The --atapi-dev=/dev/X option is new with audio_burn 0.0.9. If specified, it causes audio_burn to use the ATA Packet Interface (ATAPI) support in cdrecord, but specifying a direct path to the device. This is similar to running cdrecord with the dev=/dev/X option. Some machines reportedly support this better than the --atapi option above, and some machines don't support it at all. YMMV. NOTE: This option CANNOT be used at the same time as the --atapi option above.
The --copies=M option is new with audio_burn 0.0.8. If specified, it causes audio_burn to specify the number of discs to burn in a row from the same source files. For example, --copies=10 will burn 10 discs, one after the other, while only decoding and normalizing the input files once before burning any discs.
The --gracetime=S option is new with audio_burn 0.0.8. If specified, it causes audio_burn to specify the gracetime of cdrecord. This option is particularly useful in conjunction with the --copies=M option to avoid pauses between each disc burned.
The --burnfree option is new with audio_burn 0.0.8. If specified, it causes audio_burn to enable the burnfree mode of cdrecord.
The --saveconfig option is new with audio_burn 0.0.8. If specified, it causes audio_burn to write a configuration file on program exit containing all of the options specified for that run of audio_burn. Subsequent runs will use these settings automatically so that they no longer need to be specified.
The --cdlength=M option is new with audio_burn 0.0.5. If specified, it causes audio_burn to compute and compare the total length of the tracks specific at startup against a M minute long audio CD. The default value for M is 74. Thus, if you specify files that add up to more than 74 minutes, audio_burn will warn you and exit. One example is to burn longer 80 minute CDs. To do this, use the --cdlength=80 switch.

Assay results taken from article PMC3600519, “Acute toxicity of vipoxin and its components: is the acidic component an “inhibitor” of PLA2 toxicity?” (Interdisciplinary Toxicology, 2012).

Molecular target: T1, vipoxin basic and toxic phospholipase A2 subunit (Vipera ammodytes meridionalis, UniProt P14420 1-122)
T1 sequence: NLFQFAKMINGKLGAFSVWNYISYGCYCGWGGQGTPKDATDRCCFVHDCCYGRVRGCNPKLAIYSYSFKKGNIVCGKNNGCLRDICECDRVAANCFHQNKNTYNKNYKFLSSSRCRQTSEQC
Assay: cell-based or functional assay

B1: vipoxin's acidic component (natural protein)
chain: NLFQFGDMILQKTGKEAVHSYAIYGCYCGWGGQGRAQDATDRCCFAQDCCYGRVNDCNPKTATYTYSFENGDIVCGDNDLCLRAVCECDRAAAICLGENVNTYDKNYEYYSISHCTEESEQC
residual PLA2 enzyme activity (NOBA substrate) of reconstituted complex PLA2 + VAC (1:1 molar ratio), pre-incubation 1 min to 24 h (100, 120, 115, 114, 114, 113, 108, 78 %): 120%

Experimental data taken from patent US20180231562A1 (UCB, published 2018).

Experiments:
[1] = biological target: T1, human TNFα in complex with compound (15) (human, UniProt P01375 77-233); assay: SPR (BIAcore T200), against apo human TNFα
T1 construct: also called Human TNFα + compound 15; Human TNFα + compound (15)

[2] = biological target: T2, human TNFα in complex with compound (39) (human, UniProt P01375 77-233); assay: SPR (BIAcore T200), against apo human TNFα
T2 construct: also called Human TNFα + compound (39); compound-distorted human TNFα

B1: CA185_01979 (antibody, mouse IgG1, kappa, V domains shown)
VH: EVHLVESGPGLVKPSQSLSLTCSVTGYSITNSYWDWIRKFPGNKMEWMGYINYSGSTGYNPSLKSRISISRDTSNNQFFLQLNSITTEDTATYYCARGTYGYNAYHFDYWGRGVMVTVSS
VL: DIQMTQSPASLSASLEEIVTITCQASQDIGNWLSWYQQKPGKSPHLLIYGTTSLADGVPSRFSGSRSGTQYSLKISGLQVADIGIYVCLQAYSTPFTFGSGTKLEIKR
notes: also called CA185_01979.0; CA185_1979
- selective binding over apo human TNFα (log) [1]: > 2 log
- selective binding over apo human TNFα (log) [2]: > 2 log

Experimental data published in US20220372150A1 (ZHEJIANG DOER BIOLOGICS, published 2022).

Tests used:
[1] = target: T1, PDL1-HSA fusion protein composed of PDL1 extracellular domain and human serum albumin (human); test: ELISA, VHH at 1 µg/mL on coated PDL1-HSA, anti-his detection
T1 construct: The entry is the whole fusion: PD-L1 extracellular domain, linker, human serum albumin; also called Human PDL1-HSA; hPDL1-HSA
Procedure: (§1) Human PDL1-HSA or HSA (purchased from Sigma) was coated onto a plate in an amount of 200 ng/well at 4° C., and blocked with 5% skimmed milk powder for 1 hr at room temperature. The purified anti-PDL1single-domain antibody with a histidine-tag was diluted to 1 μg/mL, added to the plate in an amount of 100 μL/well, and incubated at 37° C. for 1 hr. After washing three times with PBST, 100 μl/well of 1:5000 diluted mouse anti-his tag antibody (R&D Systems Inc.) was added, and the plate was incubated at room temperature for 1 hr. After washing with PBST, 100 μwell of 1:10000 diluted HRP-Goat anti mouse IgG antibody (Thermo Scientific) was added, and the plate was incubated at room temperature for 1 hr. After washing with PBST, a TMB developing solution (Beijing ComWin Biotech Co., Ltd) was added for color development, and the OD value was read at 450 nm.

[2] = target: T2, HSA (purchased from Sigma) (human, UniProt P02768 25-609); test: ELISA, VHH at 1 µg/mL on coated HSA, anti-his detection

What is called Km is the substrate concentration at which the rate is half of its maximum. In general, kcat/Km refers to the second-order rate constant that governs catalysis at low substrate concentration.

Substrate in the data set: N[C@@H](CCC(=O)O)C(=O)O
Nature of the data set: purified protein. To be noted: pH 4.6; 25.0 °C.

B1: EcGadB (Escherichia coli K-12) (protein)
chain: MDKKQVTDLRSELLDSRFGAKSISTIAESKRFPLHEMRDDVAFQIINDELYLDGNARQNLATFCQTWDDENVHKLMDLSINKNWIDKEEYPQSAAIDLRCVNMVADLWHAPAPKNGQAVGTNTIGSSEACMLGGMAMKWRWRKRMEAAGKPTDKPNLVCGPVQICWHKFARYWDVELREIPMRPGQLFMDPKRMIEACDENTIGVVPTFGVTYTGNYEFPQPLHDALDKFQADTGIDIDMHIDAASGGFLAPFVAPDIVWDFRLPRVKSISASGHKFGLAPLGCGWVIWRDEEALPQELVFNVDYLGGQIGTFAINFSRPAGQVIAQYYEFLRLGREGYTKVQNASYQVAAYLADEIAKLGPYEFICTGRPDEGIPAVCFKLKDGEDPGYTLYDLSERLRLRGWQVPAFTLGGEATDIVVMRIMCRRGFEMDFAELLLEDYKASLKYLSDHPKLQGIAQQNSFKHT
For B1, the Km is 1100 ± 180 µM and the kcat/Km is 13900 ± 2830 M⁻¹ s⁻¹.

The --nocleantmp option is new with audio_burn 0.0.2. If specified, it forces audio_burn to NOT remove temporary files created in the temporary directory. These temporary files are usually decoded and possibly normalized .wav files. If for some reason audio_burn could not properly complete after generating these files (which is time consuming), it would remove all of them and exit. With this option specified, you can force it NOT to remove them so that you can remove them later if you need to. Note that the temporary files can be passed directly to audio_burn for burning. This is faster because the files have already been decoded. Just an option...
The --device option specifies the number of device to use. This is an index into the enumerated list of devices returned by 'cdrecord -scanbus'. The first burner detected shows up as device 0. The second burner detected shows up as device 1, etc. cdrecord typically uses the 'scsibus,target,lun' notation to specify a device. audio_burn DOES NOT use this format. Instead it uses device indices (such as '--device=0', or '--device=1'). The first burner displayed by 'cdrecord -scanbus' is used by default in audio_burn, which is the equivalent of passing audio_burn the '--device=0' option.